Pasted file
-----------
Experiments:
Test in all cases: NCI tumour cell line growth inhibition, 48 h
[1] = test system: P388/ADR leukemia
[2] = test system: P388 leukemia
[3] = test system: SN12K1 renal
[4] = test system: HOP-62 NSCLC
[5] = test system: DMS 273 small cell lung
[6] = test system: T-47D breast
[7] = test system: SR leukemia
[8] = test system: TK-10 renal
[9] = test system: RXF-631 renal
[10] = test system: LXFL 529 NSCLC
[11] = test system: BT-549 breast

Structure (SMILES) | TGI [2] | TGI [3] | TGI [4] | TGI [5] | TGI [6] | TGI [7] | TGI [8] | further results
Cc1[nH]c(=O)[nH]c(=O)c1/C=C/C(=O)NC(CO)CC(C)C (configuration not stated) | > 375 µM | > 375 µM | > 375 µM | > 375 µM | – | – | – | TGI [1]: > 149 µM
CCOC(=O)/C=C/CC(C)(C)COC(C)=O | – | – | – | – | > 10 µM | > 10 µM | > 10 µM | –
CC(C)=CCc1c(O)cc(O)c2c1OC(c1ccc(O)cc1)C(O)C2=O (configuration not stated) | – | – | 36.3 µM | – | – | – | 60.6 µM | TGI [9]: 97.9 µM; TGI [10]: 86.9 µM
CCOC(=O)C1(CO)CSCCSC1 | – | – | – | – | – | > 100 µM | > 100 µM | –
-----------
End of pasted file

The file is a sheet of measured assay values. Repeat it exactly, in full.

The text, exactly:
Experiments:
Test in all cases: NCI tumour cell line growth inhibition, 48 h
[1] = test system: P388/ADR leukemia
[2] = test system: P388 leukemia
[3] = test system: SN12K1 renal
[4] = test system: HOP-62 NSCLC
[5] = test system: DMS 273 small cell lung
[6] = test system: T-47D breast
[7] = test system: SR leukemia
[8] = test system: TK-10 renal
[9] = test system: RXF-631 renal
[10] = test system: LXFL 529 NSCLC
[11] = test system: BT-549 breast

Structure (SMILES) | TGI [2] | TGI [3] | TGI [4] | TGI [5] | TGI [6] | TGI [7] | TGI [8] | further results
Cc1[nH]c(=O)[nH]c(=O)c1/C=C/C(=O)NC(CO)CC(C)C (configuration not stated) | > 375 µM | > 375 µM | > 375 µM | > 375 µM | – | – | – | TGI [1]: > 149 µM
CCOC(=O)/C=C/CC(C)(C)COC(C)=O | – | – | – | – | > 10 µM | > 10 µM | > 10 µM | –
CC(C)=CCc1c(O)cc(O)c2c1OC(c1ccc(O)cc1)C(O)C2=O (configuration not stated) | – | – | 36.3 µM | – | – | – | 60.6 µM | TGI [9]: 97.9 µM; TGI [10]: 86.9 µM
CCOC(=O)C1(CO)CSCCSC1 | – | – | – | – | – | > 100 µM | > 100 µM | –